• Children will be expected to wear their school uniform both at school and at home for Flexible Learning.
This time, we wish to ensure we treat everyone fairly and show that we are all serious about learning onsite at school or offsite at home. All children will wear their school uniform for Flexible Learning.
  • Specialist classes have been moved to one full day to allow for continuity of class teaching on other days.
Specialist teachers will be available on that day. However, class teachers will still take the daily Zoom roll call. The children can wear their sports uniform on the Specialist day.
  • Times removed from the Flexible Learning planner to accommodate flexibility for families. 
The suggested maximum time will be listed for each Flexible Learning activity instead of expecting families to complete an activity at a set time. The two 40 minute morning and lunchtime breaks will reflect the timing of breaks onsite at school.
  • Teachers availability has increased (see the Expectations of Teachers below)
  • Extra small group sessions and 1:1 or 1:2 sessions will take place (see below)
  • Wellbeing and Catholic Identity times have been prioritised
Dedicated wellbeing teaching focus sessions are planned into the Flexible Learning program along with opportunities to develop our Catholic identity.

Core Values


Our school Core Values guide our behaviours. In order to be open and honest about how we can all support our children fairly, the following expectations for teachers, students and parents will contribute to the success of Flexible Learning @stpatsmbna

Flexible Learning Guidelines & Expectations for staff, students and parents
Expectations of teachers
Face to face interactions and availability
  • Classroom teacher is accessible 9 -1.30 every day (except student/teacher break times - 2 x 40 mins). Afternoons will be for teachers to ring parents / respond to emails / provide feedback to students.
  • Every child is involved in a whole class Zoom every day and a small group instructional session at least once a week.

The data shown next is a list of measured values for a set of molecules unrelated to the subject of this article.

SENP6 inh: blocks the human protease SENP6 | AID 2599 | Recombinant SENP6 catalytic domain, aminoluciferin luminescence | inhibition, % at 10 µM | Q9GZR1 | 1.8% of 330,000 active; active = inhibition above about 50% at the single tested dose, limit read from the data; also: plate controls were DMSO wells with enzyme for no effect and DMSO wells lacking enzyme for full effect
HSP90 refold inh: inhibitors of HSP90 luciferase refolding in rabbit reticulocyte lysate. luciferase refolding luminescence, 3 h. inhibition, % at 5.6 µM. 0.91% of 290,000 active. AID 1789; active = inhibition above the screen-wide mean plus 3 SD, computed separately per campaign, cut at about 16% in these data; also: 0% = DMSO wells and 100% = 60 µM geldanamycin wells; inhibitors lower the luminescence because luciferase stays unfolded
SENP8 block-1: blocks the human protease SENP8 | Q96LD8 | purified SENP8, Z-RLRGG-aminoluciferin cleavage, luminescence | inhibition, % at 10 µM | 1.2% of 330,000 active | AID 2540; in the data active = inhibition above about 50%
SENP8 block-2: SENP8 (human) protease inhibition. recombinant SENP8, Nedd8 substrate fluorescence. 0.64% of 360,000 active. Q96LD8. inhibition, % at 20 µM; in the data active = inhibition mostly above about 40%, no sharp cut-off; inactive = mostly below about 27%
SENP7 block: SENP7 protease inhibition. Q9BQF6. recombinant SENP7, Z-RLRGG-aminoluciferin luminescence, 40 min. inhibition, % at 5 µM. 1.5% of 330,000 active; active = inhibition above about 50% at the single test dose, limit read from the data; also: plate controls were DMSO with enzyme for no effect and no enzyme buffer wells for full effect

• Needs based 1: 1 or 2: 1 sessions will occur with the teacher (parents will be notified in line with child safe requirements)
  • Zoom sessions on the Specialist day will be limited to a 10 minute roll call.
  • Emails to teachers will be responded to between 8am and 5pm Monday-Friday.
Teaching Instructions
  • Teachers will upload the weekly Flexible Learning plan to the Learning Community Site by 2pm every Friday
  • Teachers will upload at least one spelling video each week, plus one teacher directed maths and one literacy/reading/writing video or Screencastify each week.
  • Instructional time will be kept short and concise (7-10 mins).
  • Where possible, teachers will use slides to break down tasks. Students can reference videos or slides multiple times to reinforce strategies, concepts or skills.
  • One day each week will be a specialist focus day
Feedback to students
  • Timely and specific feedback will be provided to every student twice a week. This will be specific to success criteria. One for literacy, one for maths.
  • Fortnightly specific feedback to students around specialist areas from specialist teachers
  • Link to assessment rubric provided prior to teaching where applicable.
Expectations of students
At Home and Onsite
Students will:
  • Wear their school uniforms each school day unless it is their birthday or have won a casual clothes award
  • Be expected to be “in class” and present at roll call or parents will be notified immediately.
  • Be notified when their weekly group and 1:1 or 1:2 meetings will be and are expected to participate.
  • Have their videos on and their full name displayed when in Zoom sessions.
  • Wear headphones whenever possible to minimise background noise, as appropriate.
  • Follow the ICT User Agreement.
  • Only engage in the chat or drawing functions on Zoom when directed.
  • Follow year level guidelines of work to be submitted each day.
  • Contact specialist teachers via email for any questions regarding those subject areas.
Onsite
As well as the above points, onsite students will:
  • Bring resources needed for onsite learning, such as headphones, pencil cases, sheets from take-home packs, chromebooks fully charged (Years 4-6).